If the Police Are Away, Will Fraudsters Come Out to Play?
The Impact of Police Cuts on Corporate Fraud
Many of you will have seen the recent report by the National Audit Office setting out that Central Government funding to police in England and Wales has fallen by 30% leading to reduced manpower and fewer crimes resulting in charges or summons. Could this be yet another blow to the fight against fraud?
The perception amongst both employees and employers that the police may divert any resources to “real crime”, that is, those against people and property rather than “victimless crimes” such as fraud, is certainly plausible.
Given uncertain times, employees are often driven to commit fraud against their employer. The “fraud triangle” theorem suggests that there is a higher chance that an employee will commit fraud if two or more of the following factors are in play:
- Pressure: Most individuals require some form of pressure to commit fraud (e.g. money problems, divorce, gambling debts or overwhelming medical bills). Greed may also play a part.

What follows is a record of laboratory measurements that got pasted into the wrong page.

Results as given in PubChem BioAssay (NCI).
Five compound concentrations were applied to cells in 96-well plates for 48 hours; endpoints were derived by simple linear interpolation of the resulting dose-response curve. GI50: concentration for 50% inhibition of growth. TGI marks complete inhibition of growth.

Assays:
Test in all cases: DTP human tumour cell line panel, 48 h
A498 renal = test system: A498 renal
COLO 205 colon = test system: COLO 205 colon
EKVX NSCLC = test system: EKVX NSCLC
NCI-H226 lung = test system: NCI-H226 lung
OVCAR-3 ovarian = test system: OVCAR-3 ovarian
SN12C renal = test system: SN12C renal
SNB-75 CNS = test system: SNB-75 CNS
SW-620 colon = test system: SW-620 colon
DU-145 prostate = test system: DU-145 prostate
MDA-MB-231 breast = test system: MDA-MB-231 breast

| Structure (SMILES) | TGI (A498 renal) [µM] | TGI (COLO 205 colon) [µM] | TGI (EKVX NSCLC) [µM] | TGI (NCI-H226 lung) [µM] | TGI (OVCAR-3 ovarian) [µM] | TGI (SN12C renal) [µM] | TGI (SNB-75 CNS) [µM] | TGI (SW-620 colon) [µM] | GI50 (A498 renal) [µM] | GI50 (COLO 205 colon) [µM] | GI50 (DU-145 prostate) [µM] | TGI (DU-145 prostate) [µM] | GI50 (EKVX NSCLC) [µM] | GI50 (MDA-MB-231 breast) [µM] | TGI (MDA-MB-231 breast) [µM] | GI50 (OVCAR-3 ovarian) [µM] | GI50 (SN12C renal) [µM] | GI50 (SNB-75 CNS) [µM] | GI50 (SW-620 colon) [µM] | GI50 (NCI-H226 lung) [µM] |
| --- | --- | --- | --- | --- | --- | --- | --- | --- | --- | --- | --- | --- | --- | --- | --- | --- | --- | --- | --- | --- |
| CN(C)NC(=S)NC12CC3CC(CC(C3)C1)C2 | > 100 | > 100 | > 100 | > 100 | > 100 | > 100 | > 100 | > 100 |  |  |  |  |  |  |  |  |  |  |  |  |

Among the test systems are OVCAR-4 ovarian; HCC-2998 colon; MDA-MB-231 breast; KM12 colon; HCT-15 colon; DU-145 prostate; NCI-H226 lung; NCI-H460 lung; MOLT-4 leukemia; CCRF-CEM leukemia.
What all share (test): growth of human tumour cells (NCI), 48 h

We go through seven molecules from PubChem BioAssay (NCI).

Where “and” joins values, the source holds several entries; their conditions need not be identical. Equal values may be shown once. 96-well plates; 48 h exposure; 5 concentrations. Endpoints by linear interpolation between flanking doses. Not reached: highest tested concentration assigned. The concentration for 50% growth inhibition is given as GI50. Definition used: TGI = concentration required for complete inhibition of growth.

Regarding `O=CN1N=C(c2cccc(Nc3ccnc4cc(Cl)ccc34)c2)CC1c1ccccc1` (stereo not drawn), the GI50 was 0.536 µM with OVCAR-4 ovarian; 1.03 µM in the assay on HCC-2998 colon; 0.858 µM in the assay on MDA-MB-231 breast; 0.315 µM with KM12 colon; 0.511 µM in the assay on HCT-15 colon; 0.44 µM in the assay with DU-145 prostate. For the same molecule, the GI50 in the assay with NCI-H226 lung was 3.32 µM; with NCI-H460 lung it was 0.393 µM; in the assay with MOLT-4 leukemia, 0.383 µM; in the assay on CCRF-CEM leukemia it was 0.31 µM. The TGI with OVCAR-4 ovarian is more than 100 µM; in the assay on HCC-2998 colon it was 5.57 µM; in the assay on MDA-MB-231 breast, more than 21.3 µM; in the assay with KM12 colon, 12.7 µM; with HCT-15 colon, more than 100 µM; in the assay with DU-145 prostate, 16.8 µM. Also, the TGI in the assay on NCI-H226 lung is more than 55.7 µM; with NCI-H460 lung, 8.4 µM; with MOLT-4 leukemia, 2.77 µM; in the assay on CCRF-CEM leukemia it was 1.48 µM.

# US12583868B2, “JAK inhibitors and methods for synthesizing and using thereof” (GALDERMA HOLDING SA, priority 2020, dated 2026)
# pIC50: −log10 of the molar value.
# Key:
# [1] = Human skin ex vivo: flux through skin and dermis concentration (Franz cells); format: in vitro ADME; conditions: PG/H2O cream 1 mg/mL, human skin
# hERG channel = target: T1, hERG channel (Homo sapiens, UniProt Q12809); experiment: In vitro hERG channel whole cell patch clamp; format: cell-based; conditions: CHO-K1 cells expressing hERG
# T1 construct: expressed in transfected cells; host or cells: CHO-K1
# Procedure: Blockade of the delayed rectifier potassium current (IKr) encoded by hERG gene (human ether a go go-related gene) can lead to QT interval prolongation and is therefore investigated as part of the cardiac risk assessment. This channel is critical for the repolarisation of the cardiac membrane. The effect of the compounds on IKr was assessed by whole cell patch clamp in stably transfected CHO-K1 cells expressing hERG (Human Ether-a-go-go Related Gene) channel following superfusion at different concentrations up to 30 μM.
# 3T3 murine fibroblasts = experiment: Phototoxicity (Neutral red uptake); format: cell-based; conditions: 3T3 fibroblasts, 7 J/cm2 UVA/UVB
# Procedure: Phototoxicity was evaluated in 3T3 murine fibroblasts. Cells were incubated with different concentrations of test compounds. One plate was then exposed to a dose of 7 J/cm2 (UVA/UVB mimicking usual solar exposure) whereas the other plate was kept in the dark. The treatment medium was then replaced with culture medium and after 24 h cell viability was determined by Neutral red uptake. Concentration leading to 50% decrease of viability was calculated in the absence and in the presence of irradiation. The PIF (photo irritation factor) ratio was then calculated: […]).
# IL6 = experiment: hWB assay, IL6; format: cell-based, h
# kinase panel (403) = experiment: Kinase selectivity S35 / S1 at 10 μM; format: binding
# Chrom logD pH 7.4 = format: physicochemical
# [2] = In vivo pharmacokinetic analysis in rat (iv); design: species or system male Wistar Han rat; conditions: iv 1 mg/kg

- Opportunity: An opportunity to commit the act must be present. In the case of fraud, usually a temporary situation arises where there is a chance to commit the act without a high chance of being caught.
- Rationalisation: The individual is able to justify the fraudulent act (e.g. they did not get a pay rise or a bonus but thought they deserved one).
So if there’s a reduction in police numbers and charges being brought, many could see this as an opportunity and believe there is a low chance of being caught.